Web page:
Today (Saturday, Jan 7th) Nana Akufo-Addo was sworn in to office as President of the 4th Democratic Republic of Ghana. The streets are a abuzz with citizens celebrating the peaceful transition of power from the National Democratic Congress party to the New Patriotic Party. Ghana as a nation is very proud, and rightly so, of the peaceful nature of their political process. Like any democratic state, issues can be polarizing, and individuals can easily become absorbed in identity politics of the day. This aside, with the election now settled, the prevailing emotion in the city is one of joy.
With two days in the country now under our belts, we have caught up on our sleep, and are beginning to explore the foundations and context for our course material. As the course description states, we are seeking to draw conclusions about the way the Trans-Atlantic slave trade was both promoted and resisted by christianity and its foreign practitioners on the Gold Coast, and in the greater territory of Ghana. We will be looking for representations of this relationship in Ghanian literature, and challenging ourselves in critically thinking about the impact of colonial influence on the country both historically, and presently. Thus far, we have been privileged to hear lectures from four professors at the University of Ghana Legon on a variety of relevant context building subjects.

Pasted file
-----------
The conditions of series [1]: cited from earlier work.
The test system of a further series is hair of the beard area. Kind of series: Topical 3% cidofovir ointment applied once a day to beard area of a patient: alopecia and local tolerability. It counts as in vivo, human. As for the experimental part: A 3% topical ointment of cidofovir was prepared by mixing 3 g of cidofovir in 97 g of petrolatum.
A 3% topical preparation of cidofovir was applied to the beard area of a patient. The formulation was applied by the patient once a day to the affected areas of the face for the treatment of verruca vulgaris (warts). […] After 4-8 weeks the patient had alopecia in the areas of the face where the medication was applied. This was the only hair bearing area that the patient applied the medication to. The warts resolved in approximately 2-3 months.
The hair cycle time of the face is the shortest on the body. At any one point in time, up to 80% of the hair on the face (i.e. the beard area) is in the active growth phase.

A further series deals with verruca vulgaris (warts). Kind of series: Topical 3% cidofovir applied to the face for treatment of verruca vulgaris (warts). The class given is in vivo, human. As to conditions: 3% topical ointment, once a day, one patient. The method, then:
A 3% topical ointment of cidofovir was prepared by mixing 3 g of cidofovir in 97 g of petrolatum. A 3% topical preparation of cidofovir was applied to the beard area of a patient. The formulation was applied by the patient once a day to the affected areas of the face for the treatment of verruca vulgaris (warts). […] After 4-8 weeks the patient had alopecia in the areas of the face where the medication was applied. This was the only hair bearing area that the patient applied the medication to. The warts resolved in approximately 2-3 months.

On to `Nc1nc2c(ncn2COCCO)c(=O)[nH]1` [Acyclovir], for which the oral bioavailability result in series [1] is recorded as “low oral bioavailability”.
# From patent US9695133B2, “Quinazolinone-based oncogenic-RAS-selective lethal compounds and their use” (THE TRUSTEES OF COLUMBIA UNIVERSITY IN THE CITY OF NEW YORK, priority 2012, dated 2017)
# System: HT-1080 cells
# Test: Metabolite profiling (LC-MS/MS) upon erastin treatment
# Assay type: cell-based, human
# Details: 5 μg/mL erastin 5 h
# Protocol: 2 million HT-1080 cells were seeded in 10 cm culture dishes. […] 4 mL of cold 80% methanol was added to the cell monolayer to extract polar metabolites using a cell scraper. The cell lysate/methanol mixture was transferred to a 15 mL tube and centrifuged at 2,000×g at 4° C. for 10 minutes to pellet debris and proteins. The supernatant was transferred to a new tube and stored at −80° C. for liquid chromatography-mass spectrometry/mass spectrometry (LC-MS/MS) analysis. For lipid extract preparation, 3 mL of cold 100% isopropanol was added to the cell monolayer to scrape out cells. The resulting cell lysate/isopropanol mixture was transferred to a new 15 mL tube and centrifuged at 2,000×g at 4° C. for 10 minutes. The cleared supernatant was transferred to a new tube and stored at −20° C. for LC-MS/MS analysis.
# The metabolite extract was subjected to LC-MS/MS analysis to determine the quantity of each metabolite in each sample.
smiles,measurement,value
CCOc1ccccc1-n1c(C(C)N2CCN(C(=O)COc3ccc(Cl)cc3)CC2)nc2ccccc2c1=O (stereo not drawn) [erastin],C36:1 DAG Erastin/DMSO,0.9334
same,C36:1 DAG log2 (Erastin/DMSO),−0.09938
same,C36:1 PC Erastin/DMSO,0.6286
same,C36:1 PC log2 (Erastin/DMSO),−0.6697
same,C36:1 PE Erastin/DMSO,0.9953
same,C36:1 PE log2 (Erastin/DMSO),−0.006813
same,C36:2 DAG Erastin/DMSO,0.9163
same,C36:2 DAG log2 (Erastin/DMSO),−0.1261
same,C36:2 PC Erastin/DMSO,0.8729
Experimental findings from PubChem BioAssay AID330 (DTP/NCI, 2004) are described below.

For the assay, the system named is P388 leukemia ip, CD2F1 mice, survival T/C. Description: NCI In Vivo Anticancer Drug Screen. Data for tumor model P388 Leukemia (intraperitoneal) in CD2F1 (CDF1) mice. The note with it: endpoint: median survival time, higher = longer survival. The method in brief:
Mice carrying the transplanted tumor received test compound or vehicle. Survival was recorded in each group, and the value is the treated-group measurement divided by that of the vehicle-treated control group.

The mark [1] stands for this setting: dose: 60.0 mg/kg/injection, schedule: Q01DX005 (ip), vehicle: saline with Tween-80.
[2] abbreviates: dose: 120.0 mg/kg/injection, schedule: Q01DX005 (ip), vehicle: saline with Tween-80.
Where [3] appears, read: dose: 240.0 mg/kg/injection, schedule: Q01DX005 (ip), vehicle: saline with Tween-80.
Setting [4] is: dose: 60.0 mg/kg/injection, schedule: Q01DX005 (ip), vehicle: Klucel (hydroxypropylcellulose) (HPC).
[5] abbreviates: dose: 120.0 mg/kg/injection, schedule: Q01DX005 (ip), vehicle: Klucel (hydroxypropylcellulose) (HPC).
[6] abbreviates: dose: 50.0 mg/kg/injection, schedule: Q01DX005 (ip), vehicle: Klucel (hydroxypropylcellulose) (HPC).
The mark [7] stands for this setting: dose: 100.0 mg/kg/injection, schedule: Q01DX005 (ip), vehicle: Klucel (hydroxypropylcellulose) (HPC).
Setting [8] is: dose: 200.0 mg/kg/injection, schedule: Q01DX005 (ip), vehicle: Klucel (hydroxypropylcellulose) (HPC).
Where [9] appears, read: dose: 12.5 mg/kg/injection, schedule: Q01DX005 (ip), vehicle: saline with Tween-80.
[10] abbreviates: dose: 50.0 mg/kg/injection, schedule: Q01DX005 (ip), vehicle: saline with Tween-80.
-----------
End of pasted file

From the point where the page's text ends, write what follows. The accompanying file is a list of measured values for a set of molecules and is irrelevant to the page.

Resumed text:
So, the learning has begun both formally and informally. Time spent with those who call this city home offers more than just pleasant conversation and welcoming encouragement, but also insight into the realities of a modern post-colonial mindset. After all, it was only some 50 years ago that Ghana gained it’s independence from Britain. It has quickly become apparent that much of that influence is widely manifested in the social, cultural, and political institutions of today. To say any more would assume more understanding than we can truly claim after only two short days here, but the learning has certainly begun!
More to come soon!